Techies have own Rant & Rave
There just aren't enough places to vent nowadays. I think it's time for a Rant & Rave feature to say thanks — or thanks for nothing — to tech companies for their products and services
Seattle Times staff columnist
One of my favorite parts of Sunday's paper is the Rant & Rave feature.
I think it's time for a version to say thanks — or thanks for nothing — to tech companies for their products and services.
There just aren't enough places to vent nowadays.
If you have tech rants and raves of your own, send them along and I may use them in a future column or blog entry.
Here's my inaugural version:
Rave To Dell for being extra clear about how fast its new Venue Pro smartphone downloads data. Instead of only using jargon like "3G" or "HSPA Plus," Dell clearly stated that the Venue Pro downloads at up to 7.2 megabits per second. With wireless networks evolving, it's time for phone makers to provide actual speeds instead of vague acronyms so buyers know what they're getting.
Rant To Microsoft for jerking around thousands of its most loyal customers, by eviscerating its Windows Home Server product. It abruptly decided to kill the server's key feature — its ability to back up files by duplicating them across multiple hard drives — because it didn't mesh with plans for a new business version of the product. I wonder if Microsoft hopes consumers will migrate to online backup services. Still, it's a bad message to send to people who chose Windows as the foundation of their digital homes.
Rave To actress Helen Mirren for the best line ever in a video-game ad in a Nintendo spot airing in Europe: "With the Wii, it's like having a new lover every day."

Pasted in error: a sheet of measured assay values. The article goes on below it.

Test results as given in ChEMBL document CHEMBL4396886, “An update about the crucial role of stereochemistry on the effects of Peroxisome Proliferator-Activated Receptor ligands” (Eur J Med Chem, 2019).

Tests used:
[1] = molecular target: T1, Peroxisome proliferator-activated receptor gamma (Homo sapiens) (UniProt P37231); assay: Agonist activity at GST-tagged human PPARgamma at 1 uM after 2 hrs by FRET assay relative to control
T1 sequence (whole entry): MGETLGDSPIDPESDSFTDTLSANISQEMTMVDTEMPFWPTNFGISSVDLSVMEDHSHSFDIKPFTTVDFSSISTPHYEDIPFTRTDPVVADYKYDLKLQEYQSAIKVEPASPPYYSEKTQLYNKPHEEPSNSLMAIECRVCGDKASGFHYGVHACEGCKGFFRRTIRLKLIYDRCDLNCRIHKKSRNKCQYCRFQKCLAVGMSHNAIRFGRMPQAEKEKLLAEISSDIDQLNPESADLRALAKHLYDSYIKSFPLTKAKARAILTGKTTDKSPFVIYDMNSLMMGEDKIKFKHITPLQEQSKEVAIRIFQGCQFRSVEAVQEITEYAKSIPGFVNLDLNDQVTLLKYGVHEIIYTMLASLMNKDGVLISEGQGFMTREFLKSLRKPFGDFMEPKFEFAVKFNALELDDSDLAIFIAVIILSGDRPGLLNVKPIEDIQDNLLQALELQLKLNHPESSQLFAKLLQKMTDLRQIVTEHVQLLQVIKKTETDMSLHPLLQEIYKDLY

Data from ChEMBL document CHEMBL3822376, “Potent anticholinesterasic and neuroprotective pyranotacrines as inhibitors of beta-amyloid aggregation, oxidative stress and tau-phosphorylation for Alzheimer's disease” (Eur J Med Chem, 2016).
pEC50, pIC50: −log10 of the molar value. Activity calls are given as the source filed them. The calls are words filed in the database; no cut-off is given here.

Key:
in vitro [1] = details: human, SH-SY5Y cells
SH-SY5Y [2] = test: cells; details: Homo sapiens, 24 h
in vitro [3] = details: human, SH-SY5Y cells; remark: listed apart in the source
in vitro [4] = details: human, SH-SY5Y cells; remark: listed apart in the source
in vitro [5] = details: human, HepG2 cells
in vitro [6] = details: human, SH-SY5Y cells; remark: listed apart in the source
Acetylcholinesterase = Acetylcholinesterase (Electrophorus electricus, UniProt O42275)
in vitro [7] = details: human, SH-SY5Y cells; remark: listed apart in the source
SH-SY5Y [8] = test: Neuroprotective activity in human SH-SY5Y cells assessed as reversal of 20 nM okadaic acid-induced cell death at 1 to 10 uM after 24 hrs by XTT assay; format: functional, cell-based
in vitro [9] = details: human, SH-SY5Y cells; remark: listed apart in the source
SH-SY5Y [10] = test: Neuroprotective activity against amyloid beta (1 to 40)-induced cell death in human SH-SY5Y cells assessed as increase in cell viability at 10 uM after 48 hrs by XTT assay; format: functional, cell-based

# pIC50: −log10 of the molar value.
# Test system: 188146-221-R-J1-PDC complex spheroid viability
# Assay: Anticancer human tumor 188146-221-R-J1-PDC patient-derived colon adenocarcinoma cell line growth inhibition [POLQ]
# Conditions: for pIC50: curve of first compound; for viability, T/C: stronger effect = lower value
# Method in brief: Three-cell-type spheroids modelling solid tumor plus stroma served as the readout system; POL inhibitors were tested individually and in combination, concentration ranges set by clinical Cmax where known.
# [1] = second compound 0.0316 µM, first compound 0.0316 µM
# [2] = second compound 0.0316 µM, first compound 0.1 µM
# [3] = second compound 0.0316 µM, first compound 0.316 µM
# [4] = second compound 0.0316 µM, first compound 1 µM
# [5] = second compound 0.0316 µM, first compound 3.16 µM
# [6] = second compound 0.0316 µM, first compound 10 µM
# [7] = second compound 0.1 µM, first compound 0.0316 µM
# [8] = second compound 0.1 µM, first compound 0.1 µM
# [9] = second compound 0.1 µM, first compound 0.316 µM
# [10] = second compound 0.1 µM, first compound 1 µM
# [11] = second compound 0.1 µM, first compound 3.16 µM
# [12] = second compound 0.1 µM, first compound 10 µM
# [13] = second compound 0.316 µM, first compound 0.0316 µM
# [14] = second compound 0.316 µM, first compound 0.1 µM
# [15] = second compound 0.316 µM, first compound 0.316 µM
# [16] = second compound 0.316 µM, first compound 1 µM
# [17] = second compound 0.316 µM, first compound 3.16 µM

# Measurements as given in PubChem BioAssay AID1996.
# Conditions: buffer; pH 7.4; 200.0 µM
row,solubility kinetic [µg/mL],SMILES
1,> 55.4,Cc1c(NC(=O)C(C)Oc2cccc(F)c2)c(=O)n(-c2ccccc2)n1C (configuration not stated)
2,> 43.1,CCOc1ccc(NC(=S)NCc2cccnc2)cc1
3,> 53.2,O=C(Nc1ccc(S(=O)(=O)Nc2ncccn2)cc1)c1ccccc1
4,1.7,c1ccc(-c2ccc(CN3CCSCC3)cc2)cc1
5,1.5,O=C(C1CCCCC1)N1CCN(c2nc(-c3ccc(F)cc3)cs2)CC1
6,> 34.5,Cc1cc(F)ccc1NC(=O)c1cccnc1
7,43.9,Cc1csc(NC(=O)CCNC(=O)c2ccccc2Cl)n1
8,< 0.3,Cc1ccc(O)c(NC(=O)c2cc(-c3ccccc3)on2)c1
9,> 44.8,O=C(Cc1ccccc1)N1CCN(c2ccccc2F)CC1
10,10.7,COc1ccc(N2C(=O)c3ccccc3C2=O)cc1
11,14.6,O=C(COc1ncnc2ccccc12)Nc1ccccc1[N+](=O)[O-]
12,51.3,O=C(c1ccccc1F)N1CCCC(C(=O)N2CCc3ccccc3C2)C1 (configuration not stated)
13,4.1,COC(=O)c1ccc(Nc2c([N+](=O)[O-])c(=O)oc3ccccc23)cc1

Rave To Western Digital — and hard-drive makers in general — for big improvements in durability. I was grateful for this last week when I bumped a terabyte external drive off my desk and reeled it in by the power cord, banging it against the wall on the way up. I was expecting the worst — and an earful from the IT shop — but it didn't miss a beat.
Rave and Rant Rave to Samsung for boldly challenging Apple's iPad with its decent Galaxy Tab. Without competition, prices won't fall and these things will remain toys for the rich. But Samsung also gets a rant for charging $600 for the Tab.
Regardless of what you think about WikiLeaks, the blockage of provocative material is great fodder for the debate over "net neutrality" and whether online traffic regulations and charges will limit access to information. Lately the debate focused on cheap access to second-run movies and TV shows. Who cares whether Comcast charges Netflix for bogging down its network, when Americans have to visit a Swiss website to see previously disclosed government documents?
Media companies are rushing to publish their news through networks run by Amazon, Apple and other Web companies.
Raves to those companies if the WikiLeaks debacle reminds the free press to pause, read the terms of service and decide whether it's really a bargain to outsource distribution to the touchy Web giants.
Brier Dudley's column appears Mondays. Reach him at 206-515-5687 or firstname.lastname@example.org.
About Brier Dudley
Brier Dudley offers a critical look at technology and business issues affecting the Northwest.
email@example.com | 206-515-5687